Unlike other Chinese businesses that trade on North American exchanges, Sino-Forest has attracted some large, savvy investors, includging Paulson & Co., which has more than $30 billion in assets under management.

 

Kandi Technologies responds to Sharesleuth story

Kandi Technologies Corp. said in a letter to shareholders that it stands by the revenue figures in its Securities and Exchange Commission filings. However, the Chinese maker of electric cars, go-karts and other vehicles acknowledged discrepancies in charts in those SEC filings that compared 2009 and 2010 unit sales for all of its product lines. It attributed the errors to “new accounting employees.”

Kandi did not directly address the question of how and where it sold the roughly 3,700 electric cars that it reported selling over the past two years. Sharesleuth’s investigation found that dealers in the United States — the company’s primary market — sold well under 1,000 of the vehicles..

Kandi said in its letter that it sells its vehicles to Chinese export agents, distributors and other middlemen, and that it had no knoweldge of — or relationship with — the dealers that market those vehicles to retail customers.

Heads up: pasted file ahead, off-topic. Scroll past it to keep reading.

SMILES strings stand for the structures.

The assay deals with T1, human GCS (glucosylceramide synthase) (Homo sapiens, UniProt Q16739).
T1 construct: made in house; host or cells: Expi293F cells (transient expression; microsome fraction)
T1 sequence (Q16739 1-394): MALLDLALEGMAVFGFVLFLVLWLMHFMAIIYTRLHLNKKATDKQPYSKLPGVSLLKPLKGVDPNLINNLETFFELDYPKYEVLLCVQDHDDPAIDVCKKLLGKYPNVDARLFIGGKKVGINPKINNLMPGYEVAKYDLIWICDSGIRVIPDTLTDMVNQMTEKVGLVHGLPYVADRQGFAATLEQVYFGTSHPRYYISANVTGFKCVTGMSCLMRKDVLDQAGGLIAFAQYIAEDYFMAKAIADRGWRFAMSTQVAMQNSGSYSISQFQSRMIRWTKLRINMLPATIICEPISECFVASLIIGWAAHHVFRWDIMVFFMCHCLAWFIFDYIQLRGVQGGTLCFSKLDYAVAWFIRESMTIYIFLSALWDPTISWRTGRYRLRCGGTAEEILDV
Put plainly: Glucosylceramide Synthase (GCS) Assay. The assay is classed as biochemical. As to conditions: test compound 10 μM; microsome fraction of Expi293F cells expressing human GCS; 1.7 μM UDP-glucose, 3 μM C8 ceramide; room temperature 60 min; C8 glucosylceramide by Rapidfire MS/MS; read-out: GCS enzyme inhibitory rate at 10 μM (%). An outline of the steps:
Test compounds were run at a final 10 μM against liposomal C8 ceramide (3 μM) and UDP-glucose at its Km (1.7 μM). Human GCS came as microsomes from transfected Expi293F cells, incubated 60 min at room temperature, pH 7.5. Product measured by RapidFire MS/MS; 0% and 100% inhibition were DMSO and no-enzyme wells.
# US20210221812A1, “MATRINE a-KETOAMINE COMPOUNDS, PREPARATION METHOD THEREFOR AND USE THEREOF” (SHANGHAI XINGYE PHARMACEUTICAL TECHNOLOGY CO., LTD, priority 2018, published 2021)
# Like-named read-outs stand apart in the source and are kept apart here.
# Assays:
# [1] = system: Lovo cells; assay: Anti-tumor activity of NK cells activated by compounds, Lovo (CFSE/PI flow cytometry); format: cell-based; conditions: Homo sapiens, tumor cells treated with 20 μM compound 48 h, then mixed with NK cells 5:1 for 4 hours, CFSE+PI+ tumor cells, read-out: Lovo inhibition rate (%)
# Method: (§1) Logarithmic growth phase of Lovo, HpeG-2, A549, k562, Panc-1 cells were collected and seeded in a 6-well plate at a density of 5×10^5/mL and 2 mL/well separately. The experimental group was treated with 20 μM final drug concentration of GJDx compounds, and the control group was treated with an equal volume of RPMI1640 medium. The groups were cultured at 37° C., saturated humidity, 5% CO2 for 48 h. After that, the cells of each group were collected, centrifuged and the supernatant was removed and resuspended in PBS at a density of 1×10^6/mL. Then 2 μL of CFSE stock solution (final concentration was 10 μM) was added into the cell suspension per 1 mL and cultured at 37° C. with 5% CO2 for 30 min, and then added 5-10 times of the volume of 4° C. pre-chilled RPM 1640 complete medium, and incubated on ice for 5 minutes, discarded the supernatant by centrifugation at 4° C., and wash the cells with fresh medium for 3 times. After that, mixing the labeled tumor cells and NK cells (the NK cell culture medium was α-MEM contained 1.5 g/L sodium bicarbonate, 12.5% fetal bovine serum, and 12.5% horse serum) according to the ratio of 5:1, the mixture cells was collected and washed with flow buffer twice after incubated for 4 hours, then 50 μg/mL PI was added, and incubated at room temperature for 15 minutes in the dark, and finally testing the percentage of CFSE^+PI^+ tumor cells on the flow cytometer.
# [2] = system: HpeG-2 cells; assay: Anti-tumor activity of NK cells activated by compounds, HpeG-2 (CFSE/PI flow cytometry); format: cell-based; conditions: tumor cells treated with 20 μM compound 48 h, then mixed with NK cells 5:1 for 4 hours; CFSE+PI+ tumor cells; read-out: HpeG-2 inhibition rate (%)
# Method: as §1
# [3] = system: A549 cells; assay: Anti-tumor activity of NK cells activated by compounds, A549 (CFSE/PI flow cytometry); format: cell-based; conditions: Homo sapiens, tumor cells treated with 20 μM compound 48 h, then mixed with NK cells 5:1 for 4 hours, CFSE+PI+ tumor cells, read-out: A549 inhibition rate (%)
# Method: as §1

“To the best of our knowledge, these distributors through their dealer networks distribute our vehicles throughout the world,” the company said.

 

Two more Chinese reverse-merger stocks get trading halts

The AMEX has halted trading in the shares of NIVS IntelliMedia Technology Group Inc (AMEX: NIV) and China Intelligent Lighting & Electronics Inc. (AMEX: CIL).

NYSE Regulation Inc., which operates the exchange, said it was seeking additional information from both companies.

“NYSE Regulation is evaluationg both the need for certain public disclosure, as well as the overall suitability for the continued listing of the Company’s common stock. In this regard, NYSE Regulation is in the process of requesting additional information from the Company in connection with such assessment,” the organization said in each of the halt orders.